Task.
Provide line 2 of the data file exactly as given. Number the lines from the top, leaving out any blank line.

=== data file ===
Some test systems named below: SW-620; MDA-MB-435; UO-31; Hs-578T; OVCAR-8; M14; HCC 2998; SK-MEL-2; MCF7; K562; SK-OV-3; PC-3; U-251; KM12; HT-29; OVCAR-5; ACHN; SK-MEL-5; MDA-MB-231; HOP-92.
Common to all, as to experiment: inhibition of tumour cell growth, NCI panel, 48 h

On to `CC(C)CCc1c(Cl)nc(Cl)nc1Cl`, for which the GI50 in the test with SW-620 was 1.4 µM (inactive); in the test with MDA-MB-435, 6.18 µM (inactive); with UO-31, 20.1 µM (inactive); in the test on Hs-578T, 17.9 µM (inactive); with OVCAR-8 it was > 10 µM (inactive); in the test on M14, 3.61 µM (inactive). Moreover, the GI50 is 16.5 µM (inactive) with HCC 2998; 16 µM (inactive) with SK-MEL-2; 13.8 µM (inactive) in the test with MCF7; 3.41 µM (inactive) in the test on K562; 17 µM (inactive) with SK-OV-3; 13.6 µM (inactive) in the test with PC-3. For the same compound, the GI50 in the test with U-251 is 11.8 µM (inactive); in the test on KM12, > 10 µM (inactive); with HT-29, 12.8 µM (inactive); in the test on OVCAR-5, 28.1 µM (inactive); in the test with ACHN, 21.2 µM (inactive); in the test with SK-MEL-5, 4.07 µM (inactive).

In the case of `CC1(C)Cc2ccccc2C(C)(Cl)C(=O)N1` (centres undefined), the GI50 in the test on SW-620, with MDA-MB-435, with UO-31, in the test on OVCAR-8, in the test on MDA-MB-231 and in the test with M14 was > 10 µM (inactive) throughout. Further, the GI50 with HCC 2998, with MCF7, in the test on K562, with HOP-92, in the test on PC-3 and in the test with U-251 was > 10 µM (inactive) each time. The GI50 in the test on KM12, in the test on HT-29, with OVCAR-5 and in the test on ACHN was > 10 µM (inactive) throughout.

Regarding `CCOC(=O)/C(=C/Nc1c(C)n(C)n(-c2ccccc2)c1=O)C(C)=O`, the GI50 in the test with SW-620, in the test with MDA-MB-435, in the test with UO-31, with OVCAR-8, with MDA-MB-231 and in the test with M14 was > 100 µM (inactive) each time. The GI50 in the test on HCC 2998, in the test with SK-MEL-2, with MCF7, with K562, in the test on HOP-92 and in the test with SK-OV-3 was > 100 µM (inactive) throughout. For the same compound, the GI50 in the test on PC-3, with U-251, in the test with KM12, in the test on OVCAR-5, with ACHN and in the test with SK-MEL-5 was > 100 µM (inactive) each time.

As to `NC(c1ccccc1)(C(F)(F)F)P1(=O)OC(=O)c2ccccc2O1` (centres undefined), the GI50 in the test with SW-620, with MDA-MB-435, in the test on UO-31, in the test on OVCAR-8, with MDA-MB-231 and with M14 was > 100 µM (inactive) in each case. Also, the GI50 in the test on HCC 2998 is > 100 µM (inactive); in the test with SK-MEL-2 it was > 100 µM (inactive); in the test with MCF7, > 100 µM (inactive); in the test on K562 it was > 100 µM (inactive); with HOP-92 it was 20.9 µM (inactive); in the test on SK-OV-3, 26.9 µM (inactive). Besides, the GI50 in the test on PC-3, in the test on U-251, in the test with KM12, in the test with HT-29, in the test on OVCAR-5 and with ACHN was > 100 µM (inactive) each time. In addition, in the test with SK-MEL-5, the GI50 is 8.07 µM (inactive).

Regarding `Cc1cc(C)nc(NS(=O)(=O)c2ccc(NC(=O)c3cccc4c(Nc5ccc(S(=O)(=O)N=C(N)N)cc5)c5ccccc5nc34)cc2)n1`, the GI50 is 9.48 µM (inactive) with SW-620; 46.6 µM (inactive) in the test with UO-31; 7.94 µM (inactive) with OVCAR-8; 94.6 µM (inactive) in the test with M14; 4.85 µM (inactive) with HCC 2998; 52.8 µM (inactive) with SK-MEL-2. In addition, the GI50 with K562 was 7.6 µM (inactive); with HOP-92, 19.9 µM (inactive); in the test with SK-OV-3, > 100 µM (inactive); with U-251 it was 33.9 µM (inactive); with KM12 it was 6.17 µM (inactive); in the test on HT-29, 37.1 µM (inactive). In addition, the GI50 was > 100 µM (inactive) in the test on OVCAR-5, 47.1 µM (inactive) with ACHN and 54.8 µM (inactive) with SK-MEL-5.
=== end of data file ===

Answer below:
Common to all, as to experiment: inhibition of tumour cell growth, NCI panel, 48 h